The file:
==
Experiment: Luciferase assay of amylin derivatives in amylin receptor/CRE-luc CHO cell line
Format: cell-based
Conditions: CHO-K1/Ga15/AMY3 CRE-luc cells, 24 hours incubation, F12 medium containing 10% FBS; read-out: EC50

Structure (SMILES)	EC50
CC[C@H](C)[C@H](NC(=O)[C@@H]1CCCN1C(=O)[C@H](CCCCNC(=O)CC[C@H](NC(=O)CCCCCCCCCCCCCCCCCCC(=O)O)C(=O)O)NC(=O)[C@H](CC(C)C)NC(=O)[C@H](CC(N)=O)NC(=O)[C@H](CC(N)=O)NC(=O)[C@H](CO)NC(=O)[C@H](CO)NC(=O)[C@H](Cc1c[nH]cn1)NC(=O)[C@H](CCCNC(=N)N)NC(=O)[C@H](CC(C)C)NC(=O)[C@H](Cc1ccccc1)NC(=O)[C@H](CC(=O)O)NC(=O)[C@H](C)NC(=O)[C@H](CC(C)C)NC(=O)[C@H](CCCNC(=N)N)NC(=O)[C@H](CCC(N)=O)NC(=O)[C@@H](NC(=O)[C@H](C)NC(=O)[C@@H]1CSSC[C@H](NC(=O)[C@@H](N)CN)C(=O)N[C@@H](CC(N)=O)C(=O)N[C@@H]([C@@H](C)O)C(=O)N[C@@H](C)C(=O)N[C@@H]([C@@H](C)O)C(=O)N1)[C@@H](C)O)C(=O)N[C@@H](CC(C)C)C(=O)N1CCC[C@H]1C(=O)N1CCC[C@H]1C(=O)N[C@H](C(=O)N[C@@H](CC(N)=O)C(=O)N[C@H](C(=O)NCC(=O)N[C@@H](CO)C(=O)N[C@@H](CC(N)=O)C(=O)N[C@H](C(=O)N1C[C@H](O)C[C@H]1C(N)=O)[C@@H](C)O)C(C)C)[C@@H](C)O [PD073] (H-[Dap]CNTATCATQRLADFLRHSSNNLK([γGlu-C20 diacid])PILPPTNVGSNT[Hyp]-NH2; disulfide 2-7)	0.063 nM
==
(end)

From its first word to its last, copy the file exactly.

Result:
Experiment: Luciferase assay of amylin derivatives in amylin receptor/CRE-luc CHO cell line
Format: cell-based
Conditions: CHO-K1/Ga15/AMY3 CRE-luc cells, 24 hours incubation, F12 medium containing 10% FBS; read-out: EC50

Structure (SMILES)	EC50
CC[C@H](C)[C@H](NC(=O)[C@@H]1CCCN1C(=O)[C@H](CCCCNC(=O)CC[C@H](NC(=O)CCCCCCCCCCCCCCCCCCC(=O)O)C(=O)O)NC(=O)[C@H](CC(C)C)NC(=O)[C@H](CC(N)=O)NC(=O)[C@H](CC(N)=O)NC(=O)[C@H](CO)NC(=O)[C@H](CO)NC(=O)[C@H](Cc1c[nH]cn1)NC(=O)[C@H](CCCNC(=N)N)NC(=O)[C@H](CC(C)C)NC(=O)[C@H](Cc1ccccc1)NC(=O)[C@H](CC(=O)O)NC(=O)[C@H](C)NC(=O)[C@H](CC(C)C)NC(=O)[C@H](CCCNC(=N)N)NC(=O)[C@H](CCC(N)=O)NC(=O)[C@@H](NC(=O)[C@H](C)NC(=O)[C@@H]1CSSC[C@H](NC(=O)[C@@H](N)CN)C(=O)N[C@@H](CC(N)=O)C(=O)N[C@@H]([C@@H](C)O)C(=O)N[C@@H](C)C(=O)N[C@@H]([C@@H](C)O)C(=O)N1)[C@@H](C)O)C(=O)N[C@@H](CC(C)C)C(=O)N1CCC[C@H]1C(=O)N1CCC[C@H]1C(=O)N[C@H](C(=O)N[C@@H](CC(N)=O)C(=O)N[C@H](C(=O)NCC(=O)N[C@@H](CO)C(=O)N[C@@H](CC(N)=O)C(=O)N[C@H](C(=O)N1C[C@H](O)C[C@H]1C(N)=O)[C@@H](C)O)C(C)C)[C@@H](C)O [PD073] (H-[Dap]CNTATCATQRLADFLRHSSNNLK([γGlu-C20 diacid])PILPPTNVGSNT[Hyp]-NH2; disulfide 2-7)	0.063 nM